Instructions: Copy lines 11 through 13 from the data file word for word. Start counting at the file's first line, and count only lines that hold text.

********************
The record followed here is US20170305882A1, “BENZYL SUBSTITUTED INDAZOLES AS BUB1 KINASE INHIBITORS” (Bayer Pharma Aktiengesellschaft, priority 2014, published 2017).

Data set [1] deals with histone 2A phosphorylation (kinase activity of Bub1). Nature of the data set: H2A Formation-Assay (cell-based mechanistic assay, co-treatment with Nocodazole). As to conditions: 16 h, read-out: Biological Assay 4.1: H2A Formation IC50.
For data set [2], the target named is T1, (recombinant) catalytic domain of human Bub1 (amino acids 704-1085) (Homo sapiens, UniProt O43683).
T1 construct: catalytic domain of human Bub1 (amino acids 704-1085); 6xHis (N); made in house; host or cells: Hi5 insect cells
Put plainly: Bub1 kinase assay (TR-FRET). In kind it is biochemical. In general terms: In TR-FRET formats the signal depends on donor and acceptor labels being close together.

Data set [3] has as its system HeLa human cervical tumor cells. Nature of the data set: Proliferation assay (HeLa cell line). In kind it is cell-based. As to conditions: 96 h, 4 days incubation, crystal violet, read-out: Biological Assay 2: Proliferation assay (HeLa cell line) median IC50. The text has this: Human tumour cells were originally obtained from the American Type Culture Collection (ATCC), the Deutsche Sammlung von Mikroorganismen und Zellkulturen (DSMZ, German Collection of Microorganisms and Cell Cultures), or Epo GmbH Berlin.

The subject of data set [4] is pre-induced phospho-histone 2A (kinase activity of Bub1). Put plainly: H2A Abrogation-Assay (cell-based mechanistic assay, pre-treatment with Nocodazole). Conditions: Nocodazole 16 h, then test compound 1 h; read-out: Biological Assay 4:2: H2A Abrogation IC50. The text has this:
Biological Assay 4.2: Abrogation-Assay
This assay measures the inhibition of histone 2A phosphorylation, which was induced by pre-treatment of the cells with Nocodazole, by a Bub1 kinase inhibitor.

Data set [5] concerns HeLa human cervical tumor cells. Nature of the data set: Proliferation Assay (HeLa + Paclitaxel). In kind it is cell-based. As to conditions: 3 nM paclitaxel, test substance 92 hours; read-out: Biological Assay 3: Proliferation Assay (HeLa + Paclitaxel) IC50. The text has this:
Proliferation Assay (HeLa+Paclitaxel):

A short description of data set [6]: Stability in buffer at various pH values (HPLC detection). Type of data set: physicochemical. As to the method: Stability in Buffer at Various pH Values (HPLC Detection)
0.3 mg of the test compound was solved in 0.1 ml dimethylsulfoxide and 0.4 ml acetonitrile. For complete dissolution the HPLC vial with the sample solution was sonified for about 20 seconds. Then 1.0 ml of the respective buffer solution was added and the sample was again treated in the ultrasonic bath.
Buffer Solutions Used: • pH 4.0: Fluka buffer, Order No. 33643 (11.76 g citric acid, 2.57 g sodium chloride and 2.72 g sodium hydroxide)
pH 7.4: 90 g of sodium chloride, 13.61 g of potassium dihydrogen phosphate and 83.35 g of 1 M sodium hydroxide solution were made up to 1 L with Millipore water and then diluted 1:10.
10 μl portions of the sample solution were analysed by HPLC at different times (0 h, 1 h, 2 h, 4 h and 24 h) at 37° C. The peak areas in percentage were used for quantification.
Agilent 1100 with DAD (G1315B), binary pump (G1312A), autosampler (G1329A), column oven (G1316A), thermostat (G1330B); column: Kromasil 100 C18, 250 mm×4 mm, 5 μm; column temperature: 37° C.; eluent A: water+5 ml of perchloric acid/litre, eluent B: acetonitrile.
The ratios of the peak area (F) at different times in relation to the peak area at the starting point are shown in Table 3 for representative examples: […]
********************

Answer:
Proliferation Assay (HeLa+Paclitaxel):

A short description of data set [6]: Stability in buffer at various pH values (HPLC detection). Type of data set: physicochemical. As to the method: Stability in Buffer at Various pH Values (HPLC Detection)
0.3 mg of the test compound was solved in 0.1 ml dimethylsulfoxide and 0.4 ml acetonitrile. For complete dissolution the HPLC vial with the sample solution was sonified for about 20 seconds. Then 1.0 ml of the respective buffer solution was added and the sample was again treated in the ultrasonic bath.